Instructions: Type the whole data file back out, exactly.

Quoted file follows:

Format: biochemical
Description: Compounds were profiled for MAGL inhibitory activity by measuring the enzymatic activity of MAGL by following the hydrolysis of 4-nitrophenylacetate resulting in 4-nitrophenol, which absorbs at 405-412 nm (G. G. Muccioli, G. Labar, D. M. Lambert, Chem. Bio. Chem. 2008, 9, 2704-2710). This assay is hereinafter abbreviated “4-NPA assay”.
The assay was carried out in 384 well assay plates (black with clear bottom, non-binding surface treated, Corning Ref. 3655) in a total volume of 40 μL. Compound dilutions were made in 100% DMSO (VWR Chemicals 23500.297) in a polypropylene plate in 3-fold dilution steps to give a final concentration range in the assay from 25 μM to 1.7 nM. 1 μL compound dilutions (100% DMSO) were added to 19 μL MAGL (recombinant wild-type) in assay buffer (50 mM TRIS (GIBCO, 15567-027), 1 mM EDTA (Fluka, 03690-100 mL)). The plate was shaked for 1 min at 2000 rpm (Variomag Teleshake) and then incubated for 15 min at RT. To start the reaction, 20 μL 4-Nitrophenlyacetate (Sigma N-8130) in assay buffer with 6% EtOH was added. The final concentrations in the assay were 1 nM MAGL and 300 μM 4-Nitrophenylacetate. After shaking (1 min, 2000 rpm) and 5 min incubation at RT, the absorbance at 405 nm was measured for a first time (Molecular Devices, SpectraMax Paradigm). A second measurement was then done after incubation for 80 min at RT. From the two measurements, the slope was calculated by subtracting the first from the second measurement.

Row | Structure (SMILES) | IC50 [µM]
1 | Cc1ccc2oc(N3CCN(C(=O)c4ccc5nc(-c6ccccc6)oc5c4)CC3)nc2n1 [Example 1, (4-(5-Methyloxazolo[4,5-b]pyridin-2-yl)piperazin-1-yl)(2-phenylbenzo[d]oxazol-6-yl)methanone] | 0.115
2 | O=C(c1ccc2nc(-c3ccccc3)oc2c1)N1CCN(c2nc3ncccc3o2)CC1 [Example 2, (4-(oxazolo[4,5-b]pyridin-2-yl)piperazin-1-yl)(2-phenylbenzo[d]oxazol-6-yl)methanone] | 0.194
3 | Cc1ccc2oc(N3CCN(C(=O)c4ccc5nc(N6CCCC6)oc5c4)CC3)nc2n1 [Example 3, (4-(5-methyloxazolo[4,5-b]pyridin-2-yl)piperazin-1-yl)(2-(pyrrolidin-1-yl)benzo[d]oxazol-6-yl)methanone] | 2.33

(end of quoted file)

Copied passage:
Format: biochemical
Description: Compounds were profiled for MAGL inhibitory activity by measuring the enzymatic activity of MAGL by following the hydrolysis of 4-nitrophenylacetate resulting in 4-nitrophenol, which absorbs at 405-412 nm (G. G. Muccioli, G. Labar, D. M. Lambert, Chem. Bio. Chem. 2008, 9, 2704-2710). This assay is hereinafter abbreviated “4-NPA assay”.
The assay was carried out in 384 well assay plates (black with clear bottom, non-binding surface treated, Corning Ref. 3655) in a total volume of 40 μL. Compound dilutions were made in 100% DMSO (VWR Chemicals 23500.297) in a polypropylene plate in 3-fold dilution steps to give a final concentration range in the assay from 25 μM to 1.7 nM. 1 μL compound dilutions (100% DMSO) were added to 19 μL MAGL (recombinant wild-type) in assay buffer (50 mM TRIS (GIBCO, 15567-027), 1 mM EDTA (Fluka, 03690-100 mL)). The plate was shaked for 1 min at 2000 rpm (Variomag Teleshake) and then incubated for 15 min at RT. To start the reaction, 20 μL 4-Nitrophenlyacetate (Sigma N-8130) in assay buffer with 6% EtOH was added. The final concentrations in the assay were 1 nM MAGL and 300 μM 4-Nitrophenylacetate. After shaking (1 min, 2000 rpm) and 5 min incubation at RT, the absorbance at 405 nm was measured for a first time (Molecular Devices, SpectraMax Paradigm). A second measurement was then done after incubation for 80 min at RT. From the two measurements, the slope was calculated by subtracting the first from the second measurement.

Row | Structure (SMILES) | IC50 [µM]
1 | Cc1ccc2oc(N3CCN(C(=O)c4ccc5nc(-c6ccccc6)oc5c4)CC3)nc2n1 [Example 1, (4-(5-Methyloxazolo[4,5-b]pyridin-2-yl)piperazin-1-yl)(2-phenylbenzo[d]oxazol-6-yl)methanone] | 0.115
2 | O=C(c1ccc2nc(-c3ccccc3)oc2c1)N1CCN(c2nc3ncccc3o2)CC1 [Example 2, (4-(oxazolo[4,5-b]pyridin-2-yl)piperazin-1-yl)(2-phenylbenzo[d]oxazol-6-yl)methanone] | 0.194
3 | Cc1ccc2oc(N3CCN(C(=O)c4ccc5nc(N6CCCC6)oc5c4)CC3)nc2n1 [Example 3, (4-(5-methyloxazolo[4,5-b]pyridin-2-yl)piperazin-1-yl)(2-(pyrrolidin-1-yl)benzo[d]oxazol-6-yl)methanone] | 2.33